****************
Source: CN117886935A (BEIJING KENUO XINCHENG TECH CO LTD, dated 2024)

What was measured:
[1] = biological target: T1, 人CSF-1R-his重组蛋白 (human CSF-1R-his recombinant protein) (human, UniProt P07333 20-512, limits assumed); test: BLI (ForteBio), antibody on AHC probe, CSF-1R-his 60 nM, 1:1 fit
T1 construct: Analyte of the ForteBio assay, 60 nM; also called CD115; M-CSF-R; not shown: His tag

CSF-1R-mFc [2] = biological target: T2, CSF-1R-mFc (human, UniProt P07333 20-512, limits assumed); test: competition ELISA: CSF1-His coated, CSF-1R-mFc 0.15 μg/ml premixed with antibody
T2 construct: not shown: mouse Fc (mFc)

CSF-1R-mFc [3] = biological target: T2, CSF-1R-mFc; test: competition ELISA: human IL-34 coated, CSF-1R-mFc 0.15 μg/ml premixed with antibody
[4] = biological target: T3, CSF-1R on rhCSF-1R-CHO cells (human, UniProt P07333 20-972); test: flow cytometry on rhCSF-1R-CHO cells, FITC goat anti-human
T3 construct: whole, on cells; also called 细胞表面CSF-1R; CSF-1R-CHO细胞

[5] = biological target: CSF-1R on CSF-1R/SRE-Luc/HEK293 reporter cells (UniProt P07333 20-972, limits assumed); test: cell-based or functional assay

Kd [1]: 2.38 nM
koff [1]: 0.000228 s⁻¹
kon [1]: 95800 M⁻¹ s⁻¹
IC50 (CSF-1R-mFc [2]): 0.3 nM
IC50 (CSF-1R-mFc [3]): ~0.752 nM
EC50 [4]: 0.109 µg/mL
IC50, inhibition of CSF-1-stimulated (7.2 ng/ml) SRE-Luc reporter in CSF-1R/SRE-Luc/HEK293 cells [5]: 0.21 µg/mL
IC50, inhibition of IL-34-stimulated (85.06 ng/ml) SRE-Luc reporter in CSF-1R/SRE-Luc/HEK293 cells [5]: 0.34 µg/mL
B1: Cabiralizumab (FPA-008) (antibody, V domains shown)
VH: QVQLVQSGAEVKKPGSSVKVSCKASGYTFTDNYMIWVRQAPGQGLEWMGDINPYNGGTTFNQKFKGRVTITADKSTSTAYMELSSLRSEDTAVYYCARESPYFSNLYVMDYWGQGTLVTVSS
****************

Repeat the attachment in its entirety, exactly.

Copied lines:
Source: CN117886935A (BEIJING KENUO XINCHENG TECH CO LTD, dated 2024)

What was measured:
[1] = biological target: T1, 人CSF-1R-his重组蛋白 (human CSF-1R-his recombinant protein) (human, UniProt P07333 20-512, limits assumed); test: BLI (ForteBio), antibody on AHC probe, CSF-1R-his 60 nM, 1:1 fit
T1 construct: Analyte of the ForteBio assay, 60 nM; also called CD115; M-CSF-R; not shown: His tag

CSF-1R-mFc [2] = biological target: T2, CSF-1R-mFc (human, UniProt P07333 20-512, limits assumed); test: competition ELISA: CSF1-His coated, CSF-1R-mFc 0.15 μg/ml premixed with antibody
T2 construct: not shown: mouse Fc (mFc)

CSF-1R-mFc [3] = biological target: T2, CSF-1R-mFc; test: competition ELISA: human IL-34 coated, CSF-1R-mFc 0.15 μg/ml premixed with antibody
[4] = biological target: T3, CSF-1R on rhCSF-1R-CHO cells (human, UniProt P07333 20-972); test: flow cytometry on rhCSF-1R-CHO cells, FITC goat anti-human
T3 construct: whole, on cells; also called 细胞表面CSF-1R; CSF-1R-CHO细胞

[5] = biological target: CSF-1R on CSF-1R/SRE-Luc/HEK293 reporter cells (UniProt P07333 20-972, limits assumed); test: cell-based or functional assay

Kd [1]: 2.38 nM
koff [1]: 0.000228 s⁻¹
kon [1]: 95800 M⁻¹ s⁻¹
IC50 (CSF-1R-mFc [2]): 0.3 nM
IC50 (CSF-1R-mFc [3]): ~0.752 nM
EC50 [4]: 0.109 µg/mL
IC50, inhibition of CSF-1-stimulated (7.2 ng/ml) SRE-Luc reporter in CSF-1R/SRE-Luc/HEK293 cells [5]: 0.21 µg/mL
IC50, inhibition of IL-34-stimulated (85.06 ng/ml) SRE-Luc reporter in CSF-1R/SRE-Luc/HEK293 cells [5]: 0.34 µg/mL
B1: Cabiralizumab (FPA-008) (antibody, V domains shown)
VH: QVQLVQSGAEVKKPGSSVKVSCKASGYTFTDNYMIWVRQAPGQGLEWMGDINPYNGGTTFNQKFKGRVTITADKSTSTAYMELSSLRSEDTAVYYCARESPYFSNLYVMDYWGQGTLVTVSS